Used much on the trail with bigger tires or a locker, Dana 35c rear axles have a habit of breaking on the trail. The second photo shows a typical kind of Dana 35c rear axle breakage that allows the tire/wheel/axle shaft to separate from the axle housing.

The optional Dana 44 rear axle wasn't available on '95 or older Wranglers, only '97 and newer had them available from the factory.

What's the difference between the standard Dana 35c and optional extra-cost Dana 44 rear axles? Strength. The standard Dana 35c is up to offroading only mild trails with smaller tires. The optional Dana 44 rear axle is up to most anything, big tires and a locker won't faze it.

Since few sellers of used '97 or newer Wranglers know if they have a Dana 35c or Dana 44 rear axle, which axle it has seldom affects the price so its best to find one that has the Dana 44. If you go to add it later, it'll cost a LOT more to do so.

You can easily tell if the rear axle is a Dana 35c or Dana 44; the Dana 35c differential cover has a pure oval shape and has a black plastic snap-in piece that plugs its lubricant fill hole. The Dana 44 differential cover is more stop-sign shaped, kind of angular like an apple laying on its side. It also has a threaded steel bolt that fills its lubricant fill hole that is removed with a wrench.
11-30-2008 06:21 PM
jpdocdave be very careful with buying already lifted jeeps. you never know what the previous owner has done.

you'll probably be happier with a tj. yj's aren't for everyone. since jerry did a good job bashin the yj, i'll tell ya why i won't buy a tj. yes the coil springs are better, thats the only improvement i like, i don't like the more refined interior, and the more electronics. every design change they make they make it more road friendly, i love the cj's and yj's.

its all personal preference, thats why there's different jeeps. research what you like, and go with it.
11-30-2008 06:08 PM
ScottyWantsWrangler 1998 Lifted Jeep Wrangler Sport 4X4 6 Cylinder

I am def looking for something with lower miles but this isn't bad is it?
11-30-2008 06:04 PM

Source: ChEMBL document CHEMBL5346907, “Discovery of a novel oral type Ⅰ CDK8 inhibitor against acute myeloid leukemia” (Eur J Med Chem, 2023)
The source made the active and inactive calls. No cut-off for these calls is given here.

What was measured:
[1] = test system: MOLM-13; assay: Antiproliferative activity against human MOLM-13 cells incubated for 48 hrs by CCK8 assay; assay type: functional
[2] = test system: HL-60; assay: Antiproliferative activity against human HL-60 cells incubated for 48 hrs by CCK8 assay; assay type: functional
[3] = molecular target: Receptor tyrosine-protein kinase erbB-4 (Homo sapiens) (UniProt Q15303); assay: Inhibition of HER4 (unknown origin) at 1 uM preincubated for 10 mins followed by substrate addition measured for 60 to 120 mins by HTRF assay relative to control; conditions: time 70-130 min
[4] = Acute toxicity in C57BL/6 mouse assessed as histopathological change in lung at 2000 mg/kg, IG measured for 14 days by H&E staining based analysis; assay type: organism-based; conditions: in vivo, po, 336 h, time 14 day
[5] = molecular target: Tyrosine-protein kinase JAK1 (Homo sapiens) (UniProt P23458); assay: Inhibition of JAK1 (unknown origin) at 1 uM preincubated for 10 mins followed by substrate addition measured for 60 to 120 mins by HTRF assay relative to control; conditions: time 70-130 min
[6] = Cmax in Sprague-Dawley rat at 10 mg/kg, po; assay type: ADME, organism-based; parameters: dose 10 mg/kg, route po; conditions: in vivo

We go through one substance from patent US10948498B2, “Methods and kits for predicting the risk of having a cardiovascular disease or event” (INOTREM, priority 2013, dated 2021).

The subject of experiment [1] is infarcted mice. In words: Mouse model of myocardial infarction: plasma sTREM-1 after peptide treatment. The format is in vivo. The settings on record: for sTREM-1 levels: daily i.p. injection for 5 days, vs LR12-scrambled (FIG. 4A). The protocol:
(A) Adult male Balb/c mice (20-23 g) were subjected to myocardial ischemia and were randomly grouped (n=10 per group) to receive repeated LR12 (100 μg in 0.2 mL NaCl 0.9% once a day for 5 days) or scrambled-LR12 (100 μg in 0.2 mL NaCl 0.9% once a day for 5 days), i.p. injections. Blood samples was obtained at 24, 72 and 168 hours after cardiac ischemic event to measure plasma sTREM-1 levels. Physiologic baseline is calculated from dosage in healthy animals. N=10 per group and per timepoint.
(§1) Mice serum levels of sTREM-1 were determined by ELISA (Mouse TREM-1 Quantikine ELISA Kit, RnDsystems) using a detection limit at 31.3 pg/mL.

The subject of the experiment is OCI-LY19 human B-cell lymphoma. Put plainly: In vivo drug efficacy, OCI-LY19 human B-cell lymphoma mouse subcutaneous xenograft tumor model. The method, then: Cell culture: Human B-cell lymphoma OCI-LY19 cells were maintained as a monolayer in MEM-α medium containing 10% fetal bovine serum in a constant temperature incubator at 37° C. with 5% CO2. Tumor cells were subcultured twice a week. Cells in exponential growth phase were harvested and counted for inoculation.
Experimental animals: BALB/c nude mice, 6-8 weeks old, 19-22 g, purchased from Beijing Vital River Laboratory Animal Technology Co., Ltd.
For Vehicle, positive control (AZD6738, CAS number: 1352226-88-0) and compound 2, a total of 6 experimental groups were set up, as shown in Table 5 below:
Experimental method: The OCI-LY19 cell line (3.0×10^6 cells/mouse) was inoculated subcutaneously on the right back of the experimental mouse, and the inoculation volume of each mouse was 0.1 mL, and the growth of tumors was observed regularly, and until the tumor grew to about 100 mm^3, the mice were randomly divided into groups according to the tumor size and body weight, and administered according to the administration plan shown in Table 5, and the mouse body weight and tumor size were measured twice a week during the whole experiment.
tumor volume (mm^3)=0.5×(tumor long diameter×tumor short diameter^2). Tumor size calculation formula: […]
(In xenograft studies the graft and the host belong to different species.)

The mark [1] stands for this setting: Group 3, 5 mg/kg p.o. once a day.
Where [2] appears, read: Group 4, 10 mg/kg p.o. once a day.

ScottyWantsWrangler JD, you have pics of it?
11-30-2008 06:01 PM
jdhallissey I found my 97 4 banger for 5k with 85k on it.
11-30-2008 06:00 PM
ScottyWantsWrangler so do you guys think I could find a nice 97 for around 6k or no?
11-30-2008 05:37 PM
Jerry Bransford I'd defintely stick with a '97 or newer so you get the TJ version of the Wrangler. '97 and newer TJ Wranglers have so many major improvement over '95 and newer YJ Wrangler (no '96 Wranglers were made) that it's not even funny. MUCH better ride with the coil springs (95 and older have leaf springs), stronger frame, stronger tailgate for heavier spare tires, easier to mod, etc.
11-30-2008 05:34 PM
jpdocdave its gonna be hard to find a nice tj for that price. they go for that price, but they are a little rough, and/or 4 cyl.

you can find a nice yj for that price, but there's a lot to look out for, cuz you could get burned.
11-30-2008 05:31 PM
ScottyWantsWrangler
Newbie needs help!

Whats up guys,

I fall into the group of people who have always wanted a wrangler but don't know much about them.

I am planning on finally taking the plunge and buying my first one in the Spring. I am looking to spend around 6k on it.

One thing that I have noticed is I can get a 99/00 for 6k or a 90/91 for 6k at the same time.

My initial thought is to get something that will last me at least a few years. I am not planning on doing a ton of off roading or anything like that. I definitely would like to get my hands on something with low miles and a good look to it. I also heard the 4.0 engines last forever?

Can you guys give me any ideas as to what I may be looking at?

Again, I am looking for something around 6k with low miles, and one that looks pretty .

Any help you guys can give is very appreciated....


Thanks!